Light-sheet microscopy: an underground train system for immune cells
Bones are hard organs, but inside they house a dense network of blood vessels. This is why bone fractures often cause serious bleeding. Until now, however, scientists didn’t realise that blood was transported inside bones through tiny, previously undiscovered tubes. ‘This previously unknown network of blood vessels in bones is similar to an underground train system that is able to successfully transport oxygen and immune cells into the blood stream quickly and directly,’ says Dr. Anika Grüneboom, head of a junior research group at the Chair of Internal Medicine III. ‘In the case of inflammatory diseases such as bacterial infections, it is especially important that the cells reach the source of the inflammation quickly.’
As the blood vessels run the entire length of the compact bone, the corticalis, they are named ‘trans-cortical vessels’. Until now, nobody appreciated the variety of these blood vessels. Measuring methods suitable for recognising blood vessels as small as these were not available. Grüneboom made a break-through by combining two measuring methods: light-sheet microscopy and two-photon excitation microscopy.
Photographers often combine various measuring procedures to get the perfect shot. Anyone who wants to use a telephoto lens to zoom in on a faraway object first has to use a shorter focal length – such as the naked eye – to judge whereabouts they need to aim the shot. The telephoto lens is not suitable for this first rough estimate, as the field of view becomes blurred too easily.
Grüneboom used light-sheet microscopy first of all to get a basic overview of the bone structure. This procedure can be used to measure tissue samples of up to one cubic centimetre in size without the need to dissect them, unlike traditional histological methods which require the sample to be cut into wafer-thin slices. Whilst fragments of blood vessels had been discovered during the process, dissecting samples meant that it was no longer possible to see how the structures related to each other.
Light-sheet microscopy, however, allows tissue structures to remain unharmed. In order to make the sample optically transparent and ready for examination under the microscope, the tissue was treated with chemicals. Until now, this procedure had mainly been used for investigating cerebral matter. Grüneboom was the first to use it to analyse human tissue in shin bones, and was able to localise the minute blood vessels as a result.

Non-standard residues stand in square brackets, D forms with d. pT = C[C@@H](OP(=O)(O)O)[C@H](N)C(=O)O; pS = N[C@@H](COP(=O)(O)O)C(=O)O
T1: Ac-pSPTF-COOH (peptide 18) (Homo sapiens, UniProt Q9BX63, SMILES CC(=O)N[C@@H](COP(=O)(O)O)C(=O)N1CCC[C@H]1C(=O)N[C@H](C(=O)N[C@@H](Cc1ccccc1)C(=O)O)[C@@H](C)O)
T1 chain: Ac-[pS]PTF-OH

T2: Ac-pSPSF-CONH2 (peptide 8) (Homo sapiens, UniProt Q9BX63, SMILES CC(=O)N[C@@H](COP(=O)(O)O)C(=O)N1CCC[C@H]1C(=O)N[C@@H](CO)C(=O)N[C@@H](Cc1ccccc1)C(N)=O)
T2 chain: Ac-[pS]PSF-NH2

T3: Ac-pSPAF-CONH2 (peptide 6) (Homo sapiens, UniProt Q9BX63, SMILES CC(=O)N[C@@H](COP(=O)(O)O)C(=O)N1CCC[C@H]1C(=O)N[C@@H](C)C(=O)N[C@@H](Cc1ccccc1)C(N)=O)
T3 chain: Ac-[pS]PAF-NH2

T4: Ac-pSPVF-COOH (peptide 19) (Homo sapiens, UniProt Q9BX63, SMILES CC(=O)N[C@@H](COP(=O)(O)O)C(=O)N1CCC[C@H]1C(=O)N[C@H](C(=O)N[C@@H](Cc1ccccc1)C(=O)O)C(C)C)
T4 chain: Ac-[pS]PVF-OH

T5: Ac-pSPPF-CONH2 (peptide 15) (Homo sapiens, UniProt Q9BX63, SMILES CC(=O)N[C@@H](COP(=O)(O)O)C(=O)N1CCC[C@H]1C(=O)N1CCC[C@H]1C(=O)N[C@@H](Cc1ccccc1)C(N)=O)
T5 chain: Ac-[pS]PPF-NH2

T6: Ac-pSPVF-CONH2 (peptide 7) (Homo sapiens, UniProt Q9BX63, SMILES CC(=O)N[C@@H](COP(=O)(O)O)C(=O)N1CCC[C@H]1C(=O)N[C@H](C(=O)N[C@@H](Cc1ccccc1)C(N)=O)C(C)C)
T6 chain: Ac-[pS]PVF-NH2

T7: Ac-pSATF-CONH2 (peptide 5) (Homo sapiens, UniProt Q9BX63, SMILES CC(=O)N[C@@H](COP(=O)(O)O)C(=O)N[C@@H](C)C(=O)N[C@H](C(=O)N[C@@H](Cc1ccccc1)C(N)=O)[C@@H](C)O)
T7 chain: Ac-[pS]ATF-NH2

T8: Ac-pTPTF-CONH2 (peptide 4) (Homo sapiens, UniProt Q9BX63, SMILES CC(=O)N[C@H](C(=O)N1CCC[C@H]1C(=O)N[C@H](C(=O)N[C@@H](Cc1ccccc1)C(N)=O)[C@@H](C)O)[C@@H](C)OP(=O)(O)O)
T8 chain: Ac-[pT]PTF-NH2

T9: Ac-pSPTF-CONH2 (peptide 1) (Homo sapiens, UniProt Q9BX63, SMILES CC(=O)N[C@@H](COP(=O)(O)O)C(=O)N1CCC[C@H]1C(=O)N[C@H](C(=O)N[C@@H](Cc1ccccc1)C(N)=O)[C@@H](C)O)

The biologist then used a two-photon excitation microscope as her telephoto lens. This technique allows the blood vessels to be shown in the living organism at a resolution of just a few millimetres and on all three axes. As a result, she could accurately measure the volume of blood passing through the transcortical vessels.
Her findings are groundbreaking: approximately 1000 blood vessels are found in a mouse’s shin bone. Not only that, roughly 70 percent of the blood transported internally through the bone passes through these small, previously undiscovered vessels. ‘These findings will help us understand the change processes within the bone much better in future,’ explains Grüneboom.
From a scientific point of view, it appears surprising that anatomical structures are still being found in the 21st century which are not fully described in anatomy textbooks. Many questions remain unanswered, the area of research is wide-reaching. Further research is now required to clarify the role of trans-cortical vessels for normal bone remodelling and in conditions such as osteoporosis or tumours that metastasise in bones. It is hoped that the answer will provide new options for early diagnosis and treatment.
by Frank Grünberg
Here we present four further imaging methods:
FAU research magazine friedrich
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